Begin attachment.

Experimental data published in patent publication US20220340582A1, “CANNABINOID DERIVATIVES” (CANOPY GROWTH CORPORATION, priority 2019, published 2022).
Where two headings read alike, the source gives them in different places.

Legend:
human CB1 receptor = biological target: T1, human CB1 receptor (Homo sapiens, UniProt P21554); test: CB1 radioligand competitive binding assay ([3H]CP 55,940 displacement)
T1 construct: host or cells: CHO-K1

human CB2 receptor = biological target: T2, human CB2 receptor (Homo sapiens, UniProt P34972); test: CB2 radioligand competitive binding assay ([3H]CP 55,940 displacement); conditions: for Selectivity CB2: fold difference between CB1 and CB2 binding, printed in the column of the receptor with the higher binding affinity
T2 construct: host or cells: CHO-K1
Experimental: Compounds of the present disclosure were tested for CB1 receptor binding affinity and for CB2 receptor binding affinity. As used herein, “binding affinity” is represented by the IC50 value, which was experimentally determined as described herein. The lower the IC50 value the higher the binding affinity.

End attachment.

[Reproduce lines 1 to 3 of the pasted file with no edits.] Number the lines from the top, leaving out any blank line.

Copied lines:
Experimental data published in patent publication US20220340582A1, “CANNABINOID DERIVATIVES” (CANOPY GROWTH CORPORATION, priority 2019, published 2022).
Where two headings read alike, the source gives them in different places.

Legend: